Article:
NHTSA confirms walking and cycling deaths increasing

The National Highway Traffic Safety Administration recently released its 2018 data on traffic fatalities, and the news is not good for riders of bicycles, especially women cyclists.

Motor vehicle travel has gotten safer since 2016

Although 36,560 people dying never sounds like good news, the number does show a 2.4% decrease in traffic fatalities in 2018 compared to 2017. Because there were also 1.8% fewer deaths in 2017 compared with 2016, the newly released numbers show that traffic deaths have now decreased in the United States two years in a row.

The number of cars and the mix of transportation options is constantly changing, so a better indicator of the safety of cars or drivers may be deaths per mile traveled. There was a 3.4% decrease in the number of fatalities per vehicle mile from 2017 to 2018, bringing the figure to the lowest fatality rate since 2014.

The new numbers hold plenty of good news, especially if you travel by motor vehicle. They show declines in deaths of children 14 or younger (decreased by 10.3%) and motorcyclists (4.7%), and as well as deaths related to alcohol (3.6%) and speeding (5.7%).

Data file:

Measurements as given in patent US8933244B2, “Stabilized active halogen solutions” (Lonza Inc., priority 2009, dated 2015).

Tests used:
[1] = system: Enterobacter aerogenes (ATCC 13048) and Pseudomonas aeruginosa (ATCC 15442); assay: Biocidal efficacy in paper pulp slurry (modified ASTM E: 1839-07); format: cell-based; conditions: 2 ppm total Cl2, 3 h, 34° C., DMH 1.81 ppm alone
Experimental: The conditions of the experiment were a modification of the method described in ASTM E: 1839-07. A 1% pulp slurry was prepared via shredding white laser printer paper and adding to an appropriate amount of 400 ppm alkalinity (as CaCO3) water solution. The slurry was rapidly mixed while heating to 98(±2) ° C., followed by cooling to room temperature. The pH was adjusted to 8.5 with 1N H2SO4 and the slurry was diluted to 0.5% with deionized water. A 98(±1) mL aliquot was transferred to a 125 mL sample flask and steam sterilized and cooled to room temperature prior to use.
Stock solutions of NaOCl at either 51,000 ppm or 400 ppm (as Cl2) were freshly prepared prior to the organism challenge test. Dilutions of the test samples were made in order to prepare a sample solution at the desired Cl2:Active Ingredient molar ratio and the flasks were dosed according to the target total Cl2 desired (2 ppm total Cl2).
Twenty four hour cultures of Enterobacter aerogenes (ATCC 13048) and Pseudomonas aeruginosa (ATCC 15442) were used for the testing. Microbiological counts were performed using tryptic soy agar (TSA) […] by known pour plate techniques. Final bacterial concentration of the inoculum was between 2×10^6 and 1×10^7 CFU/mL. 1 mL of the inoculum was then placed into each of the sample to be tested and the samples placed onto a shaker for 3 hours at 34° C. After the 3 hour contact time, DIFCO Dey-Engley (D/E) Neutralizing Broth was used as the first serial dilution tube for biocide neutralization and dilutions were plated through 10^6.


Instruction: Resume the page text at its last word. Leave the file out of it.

Women bicyclist fatalities soar

Unfortunately, the bad news is primarily among people on foot and pushing pedals. The ways of getting around that are best for the environment and that should be healthiest appear to be getting more deadly.

The 857 cyclists and 6,283 pedestrians killed in 2018 mean increases of 6.3% and 3.4%, respectively, over 2017. The pedestrian deaths were the highest since 1990.

Maybe the most shocking number in the new batch from NHTSA has to do with women cyclists. The 6.3% increase in cyclist fatalities is made up of a 3.2% increase in deaths of male cyclists and a 29.2% spike in women killed while cycling in 2018 compared to 2017.

Meaning of cyclist deaths spurs debate

It is not yet clear from the NHTSA release whether a jump in the number of miles traveled by women cyclists might play a role in the spike of female cyclist fatalities.

So far, comments about causes have brought some controversy, as the NHTSA press release points to night-time cycling and alcohol use among other contributing factors in the overall biking numbers, while commentators often claim failures to change infrastructure and car culture are greater concerns.

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